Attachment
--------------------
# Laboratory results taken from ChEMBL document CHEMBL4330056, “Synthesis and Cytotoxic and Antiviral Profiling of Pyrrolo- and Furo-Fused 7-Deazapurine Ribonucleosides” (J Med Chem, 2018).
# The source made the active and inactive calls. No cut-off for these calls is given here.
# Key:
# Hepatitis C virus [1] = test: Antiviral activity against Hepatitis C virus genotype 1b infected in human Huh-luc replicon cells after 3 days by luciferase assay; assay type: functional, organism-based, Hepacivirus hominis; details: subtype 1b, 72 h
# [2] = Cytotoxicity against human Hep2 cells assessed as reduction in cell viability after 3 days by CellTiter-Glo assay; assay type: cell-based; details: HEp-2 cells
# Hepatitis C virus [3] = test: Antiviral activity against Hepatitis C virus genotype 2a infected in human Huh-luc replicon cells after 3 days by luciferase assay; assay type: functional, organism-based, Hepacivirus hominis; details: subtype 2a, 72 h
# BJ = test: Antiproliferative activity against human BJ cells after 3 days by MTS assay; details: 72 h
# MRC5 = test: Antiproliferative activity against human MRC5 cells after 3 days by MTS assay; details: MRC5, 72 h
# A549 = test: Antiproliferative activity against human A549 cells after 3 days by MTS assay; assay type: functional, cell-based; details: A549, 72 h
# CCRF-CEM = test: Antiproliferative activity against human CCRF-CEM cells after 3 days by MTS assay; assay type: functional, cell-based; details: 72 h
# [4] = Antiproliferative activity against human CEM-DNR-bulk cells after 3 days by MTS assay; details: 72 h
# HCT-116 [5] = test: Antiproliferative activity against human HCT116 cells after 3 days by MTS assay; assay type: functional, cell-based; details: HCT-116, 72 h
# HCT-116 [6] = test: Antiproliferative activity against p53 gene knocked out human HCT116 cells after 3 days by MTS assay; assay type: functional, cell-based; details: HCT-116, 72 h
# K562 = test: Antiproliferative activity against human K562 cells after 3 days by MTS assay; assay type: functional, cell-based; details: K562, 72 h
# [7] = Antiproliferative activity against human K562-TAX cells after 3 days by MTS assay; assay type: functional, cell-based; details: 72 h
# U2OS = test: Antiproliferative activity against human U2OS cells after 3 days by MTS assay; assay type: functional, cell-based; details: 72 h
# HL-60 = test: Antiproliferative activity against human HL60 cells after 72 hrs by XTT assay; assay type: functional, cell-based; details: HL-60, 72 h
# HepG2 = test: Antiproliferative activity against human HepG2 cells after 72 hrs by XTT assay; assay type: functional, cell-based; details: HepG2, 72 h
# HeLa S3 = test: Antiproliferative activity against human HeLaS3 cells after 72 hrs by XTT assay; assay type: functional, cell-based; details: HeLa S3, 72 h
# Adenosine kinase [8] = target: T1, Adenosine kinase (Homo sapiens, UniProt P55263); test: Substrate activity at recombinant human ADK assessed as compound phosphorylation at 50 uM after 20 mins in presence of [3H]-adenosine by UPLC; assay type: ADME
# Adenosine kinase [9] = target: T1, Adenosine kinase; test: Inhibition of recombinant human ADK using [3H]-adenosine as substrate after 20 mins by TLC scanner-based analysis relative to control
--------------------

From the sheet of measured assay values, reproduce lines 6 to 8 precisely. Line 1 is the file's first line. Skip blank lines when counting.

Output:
# Hepatitis C virus [3] = test: Antiviral activity against Hepatitis C virus genotype 2a infected in human Huh-luc replicon cells after 3 days by luciferase assay; assay type: functional, organism-based, Hepacivirus hominis; details: subtype 2a, 72 h
# BJ = test: Antiproliferative activity against human BJ cells after 3 days by MTS assay; details: 72 h
# MRC5 = test: Antiproliferative activity against human MRC5 cells after 3 days by MTS assay; details: MRC5, 72 h